Ultimately, what the author of this entry names as the goal of the Christian life is my own, regardless of the influences: To live is Christ. It is entirely consistent with the motto of my coat of arms seen above: sequela Christi (to follow Christ). Ignatius (and the other spiritual masters noted above) could not conceive of life any differently. Would that be the same for all people!
The spirit of Saint Ignatius was Pauline, -- intrepid yet tender; motivated by two great principles,--love of Jesus Christ and zeal for the salvation of souls. These two principles were brought together in his motto: A. M. D. G., "Omnia ad Majorem Dei Gloriam" (All for the greater glory of God). It was this spirit, which breathed in "The Spiritual Exercises," a method of asceticism, that is the very soul of the constitutions and activities of the Society of Jesus.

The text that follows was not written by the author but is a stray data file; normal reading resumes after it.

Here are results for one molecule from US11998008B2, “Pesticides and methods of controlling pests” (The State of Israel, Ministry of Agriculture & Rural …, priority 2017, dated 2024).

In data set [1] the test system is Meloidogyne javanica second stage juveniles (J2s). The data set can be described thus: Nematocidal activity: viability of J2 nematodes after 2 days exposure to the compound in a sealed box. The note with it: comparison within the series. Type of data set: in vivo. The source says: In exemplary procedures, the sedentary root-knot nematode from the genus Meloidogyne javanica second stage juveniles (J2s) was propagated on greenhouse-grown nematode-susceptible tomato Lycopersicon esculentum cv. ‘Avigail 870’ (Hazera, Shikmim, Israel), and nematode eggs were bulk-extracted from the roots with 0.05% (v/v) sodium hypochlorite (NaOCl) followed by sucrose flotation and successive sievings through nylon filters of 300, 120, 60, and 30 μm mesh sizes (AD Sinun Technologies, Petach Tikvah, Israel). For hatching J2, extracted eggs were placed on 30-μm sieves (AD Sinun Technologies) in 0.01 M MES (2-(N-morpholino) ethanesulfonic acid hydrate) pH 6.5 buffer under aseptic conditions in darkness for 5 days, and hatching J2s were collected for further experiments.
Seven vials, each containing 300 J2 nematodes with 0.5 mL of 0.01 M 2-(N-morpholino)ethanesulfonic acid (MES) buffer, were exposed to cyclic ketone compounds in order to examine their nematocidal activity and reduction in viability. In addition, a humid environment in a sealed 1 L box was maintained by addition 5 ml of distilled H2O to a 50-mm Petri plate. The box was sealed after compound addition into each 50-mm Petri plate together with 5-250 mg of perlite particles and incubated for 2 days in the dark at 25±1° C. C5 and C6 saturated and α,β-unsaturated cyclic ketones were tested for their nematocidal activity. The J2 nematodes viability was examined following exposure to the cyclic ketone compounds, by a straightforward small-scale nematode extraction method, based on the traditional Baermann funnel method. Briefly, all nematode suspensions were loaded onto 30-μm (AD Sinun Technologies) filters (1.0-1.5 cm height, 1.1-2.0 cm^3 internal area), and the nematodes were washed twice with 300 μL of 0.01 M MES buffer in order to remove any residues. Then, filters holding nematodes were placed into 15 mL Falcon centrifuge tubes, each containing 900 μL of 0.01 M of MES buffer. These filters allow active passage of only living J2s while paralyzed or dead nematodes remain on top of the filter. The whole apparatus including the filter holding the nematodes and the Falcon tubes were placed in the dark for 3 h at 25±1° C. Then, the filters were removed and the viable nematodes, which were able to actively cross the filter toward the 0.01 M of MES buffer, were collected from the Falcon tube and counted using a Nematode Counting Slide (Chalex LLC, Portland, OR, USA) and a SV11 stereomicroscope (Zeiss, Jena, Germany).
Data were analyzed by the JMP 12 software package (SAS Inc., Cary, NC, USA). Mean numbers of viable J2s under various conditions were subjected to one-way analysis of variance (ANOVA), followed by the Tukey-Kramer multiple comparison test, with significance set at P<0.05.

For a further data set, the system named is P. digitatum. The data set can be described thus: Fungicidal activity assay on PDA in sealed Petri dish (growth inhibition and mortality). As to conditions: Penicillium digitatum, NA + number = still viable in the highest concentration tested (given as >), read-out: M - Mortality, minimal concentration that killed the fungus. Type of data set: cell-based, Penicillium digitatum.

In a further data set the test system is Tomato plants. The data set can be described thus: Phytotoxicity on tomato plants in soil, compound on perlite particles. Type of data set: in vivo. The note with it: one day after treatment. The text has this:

This little book is said to have converted more souls than it contains letters.
Certainly the results it has produced down the centuries cannot be exaggerated. The importance of its method is proved by the mere fact that 292 Jesuit writers have commented on the whole work. The purpose of the Exercises is definite and scientific upbuilding of the reason, will and emotions, by meditation and contemplation on the fundamental principles of the spiritual life and by other exercises of the soul. First, God is rated rightly as the soul's end and object.